NASA Spinoff

Originating Technology/NASA Contribution

In order to transmit communications through Earth’s atmosphere, satellites and space vehicles need radio equipment that can operate at higher frequencies than on Earth. These higher frequencies, until recently, have demanded mechanical switches in radio relays. Unfortunately, the mechanical switches had some problems with frequency routing, which inspired NASA to seek more rugged, reliable solutions.

Originating Technology/NASA Contribution

Prior to 1999 and the development of SpaceWire, a standard for high-speed links for computer networks managed by the European Space Agency (ESA), there was no high-speed communications protocol for flight electronics. Onboard computers, processing units, and other electronics had to be designed for individual projects and then redesigned for subsequent projects, which increased development periods, costs, and risks. After adopting the SpaceWire protocol in 2000, NASA implemented the standard on the Swift mission, a gamma ray burst-alert telescope launched in November 2004. Scientists and developers on the James Webb Space Telescope further developed the network version of SpaceWire.

Originating Technology/NASA Contribution

Solar cells, integrated circuits, and sensors are essential to manned and unmanned space flight and exploration, but such systems are highly susceptible to damage from radiation. Especially problematic, the Van Allen radiation belts encircle Earth in concentric radioactive tori at distances from about 6,300 to 38,000 km, though the inner radiation belt can dip as low as 700 km, posing a severe hazard to craft and humans leaving Earth’s atmosphere. To avoid this radiation, the International Space Station and space shuttles orbit at altitudes between 275 and 460 km, below the belts’ range, and Apollo astronauts skirted the edge of the belts to minimize exposure, passing swiftly through thinner sections of the belts and thereby avoiding significant side effects. This radiation can, however, prove detrimental to improperly protected electronics on satellites that spend the majority of their service life in the harsh environment of the belts. Compact, high-performance electronics that can withstand extreme environmental and radiation stress are thus critical to future space missions.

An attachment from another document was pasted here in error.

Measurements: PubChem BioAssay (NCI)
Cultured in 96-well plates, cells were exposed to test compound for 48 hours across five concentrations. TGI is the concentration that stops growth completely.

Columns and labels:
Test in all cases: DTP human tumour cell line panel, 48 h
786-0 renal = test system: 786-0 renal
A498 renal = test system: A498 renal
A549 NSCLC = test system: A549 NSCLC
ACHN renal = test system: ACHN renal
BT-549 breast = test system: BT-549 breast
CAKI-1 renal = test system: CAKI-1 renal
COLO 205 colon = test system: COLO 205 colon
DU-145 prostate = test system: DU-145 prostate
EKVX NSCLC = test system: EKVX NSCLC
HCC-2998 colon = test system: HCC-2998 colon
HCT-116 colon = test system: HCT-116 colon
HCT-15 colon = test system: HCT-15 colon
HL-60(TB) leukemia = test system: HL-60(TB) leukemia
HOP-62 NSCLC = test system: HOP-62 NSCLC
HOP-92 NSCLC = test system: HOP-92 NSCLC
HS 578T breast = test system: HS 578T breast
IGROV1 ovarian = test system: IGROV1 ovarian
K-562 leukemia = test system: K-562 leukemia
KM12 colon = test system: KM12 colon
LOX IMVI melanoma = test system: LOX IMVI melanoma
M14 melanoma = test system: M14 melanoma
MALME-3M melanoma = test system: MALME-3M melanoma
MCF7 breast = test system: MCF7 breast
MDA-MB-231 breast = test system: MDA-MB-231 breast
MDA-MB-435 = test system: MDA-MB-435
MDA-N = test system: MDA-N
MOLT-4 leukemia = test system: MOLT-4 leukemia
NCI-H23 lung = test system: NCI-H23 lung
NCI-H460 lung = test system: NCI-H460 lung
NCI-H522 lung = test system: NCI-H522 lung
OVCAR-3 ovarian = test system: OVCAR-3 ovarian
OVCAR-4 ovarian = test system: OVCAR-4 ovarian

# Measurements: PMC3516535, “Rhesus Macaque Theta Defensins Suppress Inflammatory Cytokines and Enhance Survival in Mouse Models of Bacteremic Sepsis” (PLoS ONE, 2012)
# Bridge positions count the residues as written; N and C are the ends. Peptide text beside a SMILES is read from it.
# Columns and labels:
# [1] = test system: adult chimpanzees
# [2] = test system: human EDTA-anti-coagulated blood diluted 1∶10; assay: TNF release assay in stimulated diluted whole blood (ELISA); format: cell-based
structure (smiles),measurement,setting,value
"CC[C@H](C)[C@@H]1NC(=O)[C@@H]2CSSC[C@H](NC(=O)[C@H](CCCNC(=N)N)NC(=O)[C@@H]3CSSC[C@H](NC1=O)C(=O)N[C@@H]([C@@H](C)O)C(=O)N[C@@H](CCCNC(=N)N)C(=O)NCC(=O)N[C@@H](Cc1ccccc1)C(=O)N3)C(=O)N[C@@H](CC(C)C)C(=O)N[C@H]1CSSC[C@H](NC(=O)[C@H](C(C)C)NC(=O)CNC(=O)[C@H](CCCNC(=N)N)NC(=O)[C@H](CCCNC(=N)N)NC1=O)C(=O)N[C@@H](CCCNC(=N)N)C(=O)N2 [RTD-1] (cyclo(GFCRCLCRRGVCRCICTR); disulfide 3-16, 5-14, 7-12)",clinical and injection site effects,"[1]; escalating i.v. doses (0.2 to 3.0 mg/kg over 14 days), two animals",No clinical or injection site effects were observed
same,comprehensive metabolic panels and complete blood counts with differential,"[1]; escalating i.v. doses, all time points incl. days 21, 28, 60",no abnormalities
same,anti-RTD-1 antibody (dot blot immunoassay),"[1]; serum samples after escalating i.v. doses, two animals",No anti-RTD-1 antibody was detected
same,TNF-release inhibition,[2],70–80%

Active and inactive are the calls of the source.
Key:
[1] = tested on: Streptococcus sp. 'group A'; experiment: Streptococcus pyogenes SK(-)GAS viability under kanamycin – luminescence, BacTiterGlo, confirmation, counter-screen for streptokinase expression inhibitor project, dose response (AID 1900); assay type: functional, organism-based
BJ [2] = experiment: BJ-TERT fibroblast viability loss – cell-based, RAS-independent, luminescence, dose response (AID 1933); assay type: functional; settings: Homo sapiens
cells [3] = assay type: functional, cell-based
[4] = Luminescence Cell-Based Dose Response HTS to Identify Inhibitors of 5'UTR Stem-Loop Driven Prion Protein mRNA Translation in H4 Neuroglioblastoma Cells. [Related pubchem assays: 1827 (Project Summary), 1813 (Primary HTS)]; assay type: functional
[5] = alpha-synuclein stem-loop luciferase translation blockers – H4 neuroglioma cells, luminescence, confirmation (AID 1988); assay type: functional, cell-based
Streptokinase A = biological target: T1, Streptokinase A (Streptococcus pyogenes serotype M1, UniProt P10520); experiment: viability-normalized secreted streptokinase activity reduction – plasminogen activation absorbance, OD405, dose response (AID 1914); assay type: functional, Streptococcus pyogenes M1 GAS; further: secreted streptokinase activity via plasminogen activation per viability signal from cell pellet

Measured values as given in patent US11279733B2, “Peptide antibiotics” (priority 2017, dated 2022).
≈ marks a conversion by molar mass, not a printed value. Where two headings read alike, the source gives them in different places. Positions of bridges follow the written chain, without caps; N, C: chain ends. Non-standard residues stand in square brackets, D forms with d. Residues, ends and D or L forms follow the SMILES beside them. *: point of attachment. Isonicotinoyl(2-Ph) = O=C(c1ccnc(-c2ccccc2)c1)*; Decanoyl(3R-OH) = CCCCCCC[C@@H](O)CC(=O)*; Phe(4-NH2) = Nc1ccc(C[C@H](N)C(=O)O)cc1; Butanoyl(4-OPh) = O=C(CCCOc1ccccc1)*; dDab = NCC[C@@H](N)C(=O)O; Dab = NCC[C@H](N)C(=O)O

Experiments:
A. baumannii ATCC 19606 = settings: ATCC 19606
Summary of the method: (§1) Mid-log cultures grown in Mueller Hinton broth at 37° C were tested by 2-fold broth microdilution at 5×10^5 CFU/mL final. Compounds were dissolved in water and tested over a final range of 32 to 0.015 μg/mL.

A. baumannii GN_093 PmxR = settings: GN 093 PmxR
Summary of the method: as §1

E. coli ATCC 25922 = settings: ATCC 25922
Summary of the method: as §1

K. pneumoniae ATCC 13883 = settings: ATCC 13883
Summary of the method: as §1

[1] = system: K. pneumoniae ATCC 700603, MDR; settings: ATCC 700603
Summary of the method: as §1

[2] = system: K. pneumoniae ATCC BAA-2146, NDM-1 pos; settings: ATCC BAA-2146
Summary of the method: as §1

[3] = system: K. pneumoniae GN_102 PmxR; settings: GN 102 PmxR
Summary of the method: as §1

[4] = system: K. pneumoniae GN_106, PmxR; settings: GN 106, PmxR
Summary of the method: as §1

Originating Technology/NASA Contribution

The Red Planet has long held a particular hold on the human psyche. From the Roman god of war to Orson Welles’ infamous Halloween broadcast, our nearest planetary neighbor has been viewed with curiosity, suspicion, and awe. Pictures of Mars from 1965 to the present reveal familiar landscapes while also challenging our perceptions and revising our understanding of the processes at work in planets. Frequent discoveries have forced significant revisions to previous theories.

Originating Technology/NASA Contribution

The Inductive Monitoring System (IMS) software developed at Ames Research Center uses artificial intelligence and data mining techniques to build system-monitoring knowledge bases from archived or simulated sensor data. This information is then used to detect unusual or anomalous behavior that may indicate an impending system failure.